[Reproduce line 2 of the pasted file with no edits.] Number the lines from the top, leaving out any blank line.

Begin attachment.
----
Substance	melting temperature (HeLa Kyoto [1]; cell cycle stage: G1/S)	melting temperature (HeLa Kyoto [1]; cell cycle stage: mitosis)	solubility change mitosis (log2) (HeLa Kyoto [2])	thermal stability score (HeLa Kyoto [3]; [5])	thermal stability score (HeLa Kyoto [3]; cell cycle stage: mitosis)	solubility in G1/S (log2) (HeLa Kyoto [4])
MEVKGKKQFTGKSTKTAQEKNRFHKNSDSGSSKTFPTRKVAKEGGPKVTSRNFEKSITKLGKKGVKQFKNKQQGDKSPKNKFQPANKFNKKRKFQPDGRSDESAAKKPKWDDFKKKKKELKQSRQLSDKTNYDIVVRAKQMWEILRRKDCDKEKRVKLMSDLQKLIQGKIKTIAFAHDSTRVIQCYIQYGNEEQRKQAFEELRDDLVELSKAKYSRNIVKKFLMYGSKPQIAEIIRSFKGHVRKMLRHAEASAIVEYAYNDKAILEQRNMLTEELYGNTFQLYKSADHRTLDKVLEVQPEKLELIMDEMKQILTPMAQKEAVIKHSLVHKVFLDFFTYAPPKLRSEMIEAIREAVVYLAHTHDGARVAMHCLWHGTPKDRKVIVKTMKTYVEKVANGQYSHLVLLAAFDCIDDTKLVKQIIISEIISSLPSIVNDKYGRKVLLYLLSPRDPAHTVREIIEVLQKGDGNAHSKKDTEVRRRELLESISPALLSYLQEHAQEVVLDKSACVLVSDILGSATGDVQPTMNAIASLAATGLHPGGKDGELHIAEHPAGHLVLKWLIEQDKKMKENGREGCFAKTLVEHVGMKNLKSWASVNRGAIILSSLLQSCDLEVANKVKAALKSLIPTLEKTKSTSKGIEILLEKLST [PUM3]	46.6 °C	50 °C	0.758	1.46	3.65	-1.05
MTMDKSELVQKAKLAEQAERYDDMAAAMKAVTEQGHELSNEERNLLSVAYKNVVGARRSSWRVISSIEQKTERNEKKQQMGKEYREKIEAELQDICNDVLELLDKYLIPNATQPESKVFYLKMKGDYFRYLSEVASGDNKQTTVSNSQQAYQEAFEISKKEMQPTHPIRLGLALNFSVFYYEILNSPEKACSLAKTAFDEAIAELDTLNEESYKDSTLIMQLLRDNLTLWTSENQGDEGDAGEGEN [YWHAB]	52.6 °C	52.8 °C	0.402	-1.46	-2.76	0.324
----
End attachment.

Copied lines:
MEVKGKKQFTGKSTKTAQEKNRFHKNSDSGSSKTFPTRKVAKEGGPKVTSRNFEKSITKLGKKGVKQFKNKQQGDKSPKNKFQPANKFNKKRKFQPDGRSDESAAKKPKWDDFKKKKKELKQSRQLSDKTNYDIVVRAKQMWEILRRKDCDKEKRVKLMSDLQKLIQGKIKTIAFAHDSTRVIQCYIQYGNEEQRKQAFEELRDDLVELSKAKYSRNIVKKFLMYGSKPQIAEIIRSFKGHVRKMLRHAEASAIVEYAYNDKAILEQRNMLTEELYGNTFQLYKSADHRTLDKVLEVQPEKLELIMDEMKQILTPMAQKEAVIKHSLVHKVFLDFFTYAPPKLRSEMIEAIREAVVYLAHTHDGARVAMHCLWHGTPKDRKVIVKTMKTYVEKVANGQYSHLVLLAAFDCIDDTKLVKQIIISEIISSLPSIVNDKYGRKVLLYLLSPRDPAHTVREIIEVLQKGDGNAHSKKDTEVRRRELLESISPALLSYLQEHAQEVVLDKSACVLVSDILGSATGDVQPTMNAIASLAATGLHPGGKDGELHIAEHPAGHLVLKWLIEQDKKMKENGREGCFAKTLVEHVGMKNLKSWASVNRGAIILSSLLQSCDLEVANKVKAALKSLIPTLEKTKSTSKGIEILLEKLST [PUM3]	46.6 °C	50 °C	0.758	1.46	3.65	-1.05